FreeBSD & Linux distro
punosevac at math.arizona.edu
Thu Feb 21 21:10:30 UTC 2008
D G Teed wrote:
> As a Sysadmin I have 2 cents to add to this discussion.
> I think the whole chest beating, king of the hill, stand taking,
> mantra repeating is juvenile. There is no superior OS.
> As I do my job I don't start out figuring how I can slide my
> favorite distro into the equation. The OS is not at the center of
> decision making. What we want to get done is at the center.
> The beginning point is typically the application or service,
> and sometimes the application and service combined with
> the given hardware. Given these requirements, then we find
> an OS which supports them.
> As far as stability is concerned, I can't remember the last time
> something konked out on me because of a kernel bug. If something
> goes weird these days I'm most often to find hardware is the
> problem. We currently run over a dozen of each of Redhat Linux,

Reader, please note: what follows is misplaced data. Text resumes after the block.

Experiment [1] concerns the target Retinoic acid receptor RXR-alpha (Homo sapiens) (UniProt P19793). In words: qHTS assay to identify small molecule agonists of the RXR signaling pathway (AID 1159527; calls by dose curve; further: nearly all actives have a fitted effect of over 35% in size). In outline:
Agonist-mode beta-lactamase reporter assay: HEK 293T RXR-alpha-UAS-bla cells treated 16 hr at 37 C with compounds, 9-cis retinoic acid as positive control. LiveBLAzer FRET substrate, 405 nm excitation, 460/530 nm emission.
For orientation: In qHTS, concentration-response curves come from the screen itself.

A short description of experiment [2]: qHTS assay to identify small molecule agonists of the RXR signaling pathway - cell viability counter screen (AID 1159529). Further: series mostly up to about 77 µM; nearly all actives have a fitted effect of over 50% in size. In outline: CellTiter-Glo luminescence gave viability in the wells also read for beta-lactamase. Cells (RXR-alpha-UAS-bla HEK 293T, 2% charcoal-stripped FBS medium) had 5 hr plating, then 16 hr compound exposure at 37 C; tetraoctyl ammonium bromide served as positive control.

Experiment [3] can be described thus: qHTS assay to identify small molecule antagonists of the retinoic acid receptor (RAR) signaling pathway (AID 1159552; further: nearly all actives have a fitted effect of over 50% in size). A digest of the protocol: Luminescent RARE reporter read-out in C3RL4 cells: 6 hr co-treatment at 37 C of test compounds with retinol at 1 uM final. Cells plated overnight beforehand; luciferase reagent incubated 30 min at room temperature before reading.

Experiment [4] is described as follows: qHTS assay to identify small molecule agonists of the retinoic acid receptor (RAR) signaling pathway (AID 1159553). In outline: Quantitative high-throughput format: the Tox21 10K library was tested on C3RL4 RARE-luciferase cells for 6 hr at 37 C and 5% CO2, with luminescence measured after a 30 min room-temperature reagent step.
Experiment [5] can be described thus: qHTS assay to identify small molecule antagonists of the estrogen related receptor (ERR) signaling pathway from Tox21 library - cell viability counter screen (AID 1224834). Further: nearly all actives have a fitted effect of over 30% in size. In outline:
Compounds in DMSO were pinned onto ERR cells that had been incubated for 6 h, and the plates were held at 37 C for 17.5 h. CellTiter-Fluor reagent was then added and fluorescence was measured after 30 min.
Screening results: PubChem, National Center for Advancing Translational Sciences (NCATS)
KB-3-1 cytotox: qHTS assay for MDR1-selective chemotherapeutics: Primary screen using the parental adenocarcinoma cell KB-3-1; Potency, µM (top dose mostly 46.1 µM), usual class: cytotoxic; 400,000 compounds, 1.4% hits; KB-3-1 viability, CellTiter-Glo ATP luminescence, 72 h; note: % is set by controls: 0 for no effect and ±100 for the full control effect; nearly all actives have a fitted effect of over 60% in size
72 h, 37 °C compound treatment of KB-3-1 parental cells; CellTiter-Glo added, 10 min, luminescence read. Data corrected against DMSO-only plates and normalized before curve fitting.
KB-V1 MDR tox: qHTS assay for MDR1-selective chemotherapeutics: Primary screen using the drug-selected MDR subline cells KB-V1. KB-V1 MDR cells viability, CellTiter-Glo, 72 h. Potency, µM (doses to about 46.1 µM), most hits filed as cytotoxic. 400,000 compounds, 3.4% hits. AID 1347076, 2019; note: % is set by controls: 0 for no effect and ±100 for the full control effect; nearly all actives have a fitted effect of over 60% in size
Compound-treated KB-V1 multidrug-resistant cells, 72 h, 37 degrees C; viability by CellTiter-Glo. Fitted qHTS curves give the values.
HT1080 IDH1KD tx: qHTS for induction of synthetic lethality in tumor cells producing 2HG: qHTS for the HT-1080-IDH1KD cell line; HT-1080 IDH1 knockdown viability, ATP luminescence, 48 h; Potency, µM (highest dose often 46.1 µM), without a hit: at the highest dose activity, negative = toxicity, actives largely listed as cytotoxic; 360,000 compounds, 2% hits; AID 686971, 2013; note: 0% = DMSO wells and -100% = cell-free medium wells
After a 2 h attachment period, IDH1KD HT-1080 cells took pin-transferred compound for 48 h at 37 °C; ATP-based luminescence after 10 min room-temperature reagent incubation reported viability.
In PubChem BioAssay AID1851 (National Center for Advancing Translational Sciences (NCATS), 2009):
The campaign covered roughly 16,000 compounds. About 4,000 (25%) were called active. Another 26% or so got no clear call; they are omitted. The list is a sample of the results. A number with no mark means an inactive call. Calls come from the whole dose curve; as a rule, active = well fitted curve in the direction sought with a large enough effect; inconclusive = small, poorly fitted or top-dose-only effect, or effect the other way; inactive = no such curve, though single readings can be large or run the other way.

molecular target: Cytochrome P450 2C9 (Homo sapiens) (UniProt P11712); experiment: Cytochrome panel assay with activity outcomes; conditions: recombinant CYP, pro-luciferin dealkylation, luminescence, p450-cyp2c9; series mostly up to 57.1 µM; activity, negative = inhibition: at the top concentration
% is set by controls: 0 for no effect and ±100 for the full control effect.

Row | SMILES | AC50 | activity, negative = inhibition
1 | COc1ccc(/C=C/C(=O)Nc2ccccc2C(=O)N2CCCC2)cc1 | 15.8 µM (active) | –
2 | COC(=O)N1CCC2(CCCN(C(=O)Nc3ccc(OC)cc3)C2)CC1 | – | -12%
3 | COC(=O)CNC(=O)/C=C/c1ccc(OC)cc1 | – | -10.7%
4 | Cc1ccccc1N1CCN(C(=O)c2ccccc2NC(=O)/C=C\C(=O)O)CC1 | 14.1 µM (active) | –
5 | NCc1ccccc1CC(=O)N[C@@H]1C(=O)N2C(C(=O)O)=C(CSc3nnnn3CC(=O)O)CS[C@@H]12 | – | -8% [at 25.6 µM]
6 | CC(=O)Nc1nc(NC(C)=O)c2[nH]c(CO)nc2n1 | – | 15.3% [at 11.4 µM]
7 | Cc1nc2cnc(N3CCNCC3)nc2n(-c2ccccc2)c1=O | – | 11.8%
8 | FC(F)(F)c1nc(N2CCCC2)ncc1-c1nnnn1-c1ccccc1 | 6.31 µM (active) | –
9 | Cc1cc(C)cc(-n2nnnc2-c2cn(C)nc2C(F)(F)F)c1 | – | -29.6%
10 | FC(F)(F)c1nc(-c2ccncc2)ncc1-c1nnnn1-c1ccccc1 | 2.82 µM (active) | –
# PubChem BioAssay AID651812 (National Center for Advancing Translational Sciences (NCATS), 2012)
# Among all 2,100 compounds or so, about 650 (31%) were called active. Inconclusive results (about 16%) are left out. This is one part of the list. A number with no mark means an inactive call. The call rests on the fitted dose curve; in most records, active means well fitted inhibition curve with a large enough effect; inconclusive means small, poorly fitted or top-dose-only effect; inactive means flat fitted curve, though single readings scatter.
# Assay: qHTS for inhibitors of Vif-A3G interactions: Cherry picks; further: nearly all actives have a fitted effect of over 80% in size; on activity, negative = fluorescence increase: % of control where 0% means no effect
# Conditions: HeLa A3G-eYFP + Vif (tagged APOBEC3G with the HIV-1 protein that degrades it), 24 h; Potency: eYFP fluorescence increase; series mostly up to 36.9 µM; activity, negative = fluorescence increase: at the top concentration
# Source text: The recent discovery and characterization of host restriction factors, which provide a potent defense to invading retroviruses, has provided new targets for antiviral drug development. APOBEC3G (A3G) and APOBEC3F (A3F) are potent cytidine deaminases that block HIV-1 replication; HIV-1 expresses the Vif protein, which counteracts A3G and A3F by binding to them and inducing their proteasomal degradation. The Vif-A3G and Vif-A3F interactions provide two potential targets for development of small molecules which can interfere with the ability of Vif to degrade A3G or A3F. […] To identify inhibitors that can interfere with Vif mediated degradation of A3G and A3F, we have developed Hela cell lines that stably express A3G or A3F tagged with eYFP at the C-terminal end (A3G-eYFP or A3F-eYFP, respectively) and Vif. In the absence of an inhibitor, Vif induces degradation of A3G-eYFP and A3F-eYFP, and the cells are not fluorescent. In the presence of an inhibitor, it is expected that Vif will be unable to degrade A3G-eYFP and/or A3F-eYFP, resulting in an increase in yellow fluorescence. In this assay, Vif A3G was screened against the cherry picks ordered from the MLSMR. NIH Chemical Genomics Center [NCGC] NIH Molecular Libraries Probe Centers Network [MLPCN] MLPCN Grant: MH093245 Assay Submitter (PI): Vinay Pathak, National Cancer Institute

> Solaris, and FreeBSD, and two Debian servers.
> If someone has high uptimes they just don't believe in kernel
> security updates - it is nothing to be proud of.
> I'd like to see a resource which promotes intelligent decision
> making coming from the point of view of supporting the application
> or hardware, as this is essentially the angle I believe a sysadmin
> is coming from. For example, no where in this have I heard a peep
> about backup software. Anyone serious about IT is serious
> about backup. Yet there is no support for EMC (Legato)
> Networker in FreeBSD, and this is why our organization is
> migrating away from this FreeBSD. So for example, you can
> outline what backup options are available compared to Linux.
DTrace is in current 8.0 at least in the restricted version:-) I do not
think that the kind of the people who are
getting information from his web-site need DTrace, ZFS, or ULE. But it
is good to have it.
And of course you are right. Even Windows is an excellent OS if you need
to run CAD and keep your computer away from
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